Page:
Tag Archives: Mother!

Mother! (2017)

15 Sep

Move over Lars von Trier, there is a new provocateur in town.

Darren Aronofsky‘s latest film Mother makes a return to the psychological horror the director made a name of himself for with Black Swan, Piand most notably Requiem for a Dream.  Never one for subtlety, Aronofsky enters full-bore, envelope-pushing mode here and, in turn, creates one of the most ambitious and boldest films to be produced by a major studio this decade.

Playing the role of Mother and Him respectively, Jennifer Lawrence and Javier Bardem are a seemingly happy couple living in a remote countryside house so he can focus on his poetry. From the film’s opening moments however, we realize that the couple isn’t quite as happy together as they ought to be. He has an empty frustration sustained from a lack of creative inspiration and Mother seems disillusioned and dissatisfied with the lack of romance in the relationship. This is where the mysterious doctor (Ed Harris, whose character is referred to simply as Man) makes an appearance and becomes the first in a series of unwelcome visitors.

The series of narrative events that follow seem to ping-pong between a haunted house mystery, domestic melodrama, psychological thriller, and allegorical horrorshow that escalates to madness as the film progresses. Aronofsky is a master at diving deep into the headspace of his characters (often with disturbingly nihilistic results) and we witness the chaotic events unfold from Mother’s point of view without missing a beat. Scenes are beautifully shot by frequent Aronofsky collaborator Matt Libatique and stitched together by editor Andrew Weisblum. The film seems to take on a time and space of its own making; events don’t necessarily flow from one to the next as much as they seem to be taking place all at once simultaneously – or perhaps not even occurring at all. It’s obvious that Aronofsky is trying to provoke the hell out of his audience, and he has a masterful knowledge of film language to do just that with tremendous effect. As with any great piece of cinema, every aspect of the frame and beyond works in conjunction with the whole of the story to accomplish a specific vision. Here, Aronofsky’s goal is to deliver a tour de force of Mother’s ever-changing perspective to the audience in a brazen, unrelinquished fashion.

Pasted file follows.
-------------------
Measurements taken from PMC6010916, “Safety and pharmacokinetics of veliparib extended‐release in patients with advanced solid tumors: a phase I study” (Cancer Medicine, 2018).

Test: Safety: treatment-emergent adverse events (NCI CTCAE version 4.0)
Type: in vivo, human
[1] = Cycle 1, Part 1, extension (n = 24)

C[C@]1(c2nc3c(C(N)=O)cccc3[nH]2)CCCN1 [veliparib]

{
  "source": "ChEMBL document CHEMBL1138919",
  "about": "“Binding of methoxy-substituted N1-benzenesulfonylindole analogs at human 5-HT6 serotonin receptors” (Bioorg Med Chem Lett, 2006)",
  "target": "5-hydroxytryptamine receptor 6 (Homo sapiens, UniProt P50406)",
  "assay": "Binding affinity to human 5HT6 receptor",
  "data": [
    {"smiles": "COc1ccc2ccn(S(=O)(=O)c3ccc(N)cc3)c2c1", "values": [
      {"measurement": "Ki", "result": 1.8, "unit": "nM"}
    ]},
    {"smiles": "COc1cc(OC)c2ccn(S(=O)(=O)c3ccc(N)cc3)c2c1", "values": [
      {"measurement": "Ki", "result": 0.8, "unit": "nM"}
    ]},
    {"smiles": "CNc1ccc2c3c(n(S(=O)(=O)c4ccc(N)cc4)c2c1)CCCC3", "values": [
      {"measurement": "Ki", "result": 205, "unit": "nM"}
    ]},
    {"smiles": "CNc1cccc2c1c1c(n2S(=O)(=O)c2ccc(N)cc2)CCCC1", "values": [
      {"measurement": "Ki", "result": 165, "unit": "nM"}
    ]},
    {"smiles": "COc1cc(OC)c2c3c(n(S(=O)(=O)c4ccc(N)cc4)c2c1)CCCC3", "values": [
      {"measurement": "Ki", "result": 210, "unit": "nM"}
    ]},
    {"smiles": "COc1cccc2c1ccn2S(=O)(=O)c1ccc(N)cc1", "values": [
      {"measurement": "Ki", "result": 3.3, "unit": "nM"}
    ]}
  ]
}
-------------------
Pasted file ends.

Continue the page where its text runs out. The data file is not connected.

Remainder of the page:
Bottom Line: Mother! is an unflinching allegorical nightmare running on all cylinders and a masterful showcase for Aronofsky’s audacious and unapologetic vision.   

Rating: 10/10 

Film recipe: Dogville + Repulsion + copious amounts of chaos, nihilism, misogyny, and anxiety

 

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